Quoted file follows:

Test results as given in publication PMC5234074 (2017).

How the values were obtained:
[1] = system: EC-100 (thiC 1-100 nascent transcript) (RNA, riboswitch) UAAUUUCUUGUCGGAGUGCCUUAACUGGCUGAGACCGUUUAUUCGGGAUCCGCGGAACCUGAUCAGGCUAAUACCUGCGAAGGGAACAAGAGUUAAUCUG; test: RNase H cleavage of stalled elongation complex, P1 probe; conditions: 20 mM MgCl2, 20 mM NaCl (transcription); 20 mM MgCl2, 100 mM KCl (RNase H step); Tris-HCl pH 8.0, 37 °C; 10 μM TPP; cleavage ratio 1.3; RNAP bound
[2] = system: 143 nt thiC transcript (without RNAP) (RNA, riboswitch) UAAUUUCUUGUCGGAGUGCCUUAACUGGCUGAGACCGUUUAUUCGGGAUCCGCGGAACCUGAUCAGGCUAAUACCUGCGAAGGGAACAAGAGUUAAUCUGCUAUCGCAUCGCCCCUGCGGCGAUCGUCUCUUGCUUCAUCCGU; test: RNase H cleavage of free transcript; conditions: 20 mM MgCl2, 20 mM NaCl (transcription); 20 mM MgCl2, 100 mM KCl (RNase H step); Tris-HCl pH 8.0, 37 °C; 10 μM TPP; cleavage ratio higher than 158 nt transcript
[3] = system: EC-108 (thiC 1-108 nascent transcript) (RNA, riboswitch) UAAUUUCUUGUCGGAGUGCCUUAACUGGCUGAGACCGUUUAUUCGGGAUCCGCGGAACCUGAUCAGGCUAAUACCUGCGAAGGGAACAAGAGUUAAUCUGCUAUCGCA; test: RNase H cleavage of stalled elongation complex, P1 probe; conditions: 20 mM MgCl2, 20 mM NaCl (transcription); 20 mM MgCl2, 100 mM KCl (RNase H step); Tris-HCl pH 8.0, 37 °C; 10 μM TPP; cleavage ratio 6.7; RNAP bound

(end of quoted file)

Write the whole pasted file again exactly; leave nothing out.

Test results as given in publication PMC5234074 (2017).

How the values were obtained:
[1] = system: EC-100 (thiC 1-100 nascent transcript) (RNA, riboswitch) UAAUUUCUUGUCGGAGUGCCUUAACUGGCUGAGACCGUUUAUUCGGGAUCCGCGGAACCUGAUCAGGCUAAUACCUGCGAAGGGAACAAGAGUUAAUCUG; test: RNase H cleavage of stalled elongation complex, P1 probe; conditions: 20 mM MgCl2, 20 mM NaCl (transcription); 20 mM MgCl2, 100 mM KCl (RNase H step); Tris-HCl pH 8.0, 37 °C; 10 μM TPP; cleavage ratio 1.3; RNAP bound
[2] = system: 143 nt thiC transcript (without RNAP) (RNA, riboswitch) UAAUUUCUUGUCGGAGUGCCUUAACUGGCUGAGACCGUUUAUUCGGGAUCCGCGGAACCUGAUCAGGCUAAUACCUGCGAAGGGAACAAGAGUUAAUCUGCUAUCGCAUCGCCCCUGCGGCGAUCGUCUCUUGCUUCAUCCGU; test: RNase H cleavage of free transcript; conditions: 20 mM MgCl2, 20 mM NaCl (transcription); 20 mM MgCl2, 100 mM KCl (RNase H step); Tris-HCl pH 8.0, 37 °C; 10 μM TPP; cleavage ratio higher than 158 nt transcript
[3] = system: EC-108 (thiC 1-108 nascent transcript) (RNA, riboswitch) UAAUUUCUUGUCGGAGUGCCUUAACUGGCUGAGACCGUUUAUUCGGGAUCCGCGGAACCUGAUCAGGCUAAUACCUGCGAAGGGAACAAGAGUUAAUCUGCUAUCGCA; test: RNase H cleavage of stalled elongation complex, P1 probe; conditions: 20 mM MgCl2, 20 mM NaCl (transcription); 20 mM MgCl2, 100 mM KCl (RNase H step); Tris-HCl pH 8.0, 37 °C; 10 μM TPP; cleavage ratio 6.7; RNAP bound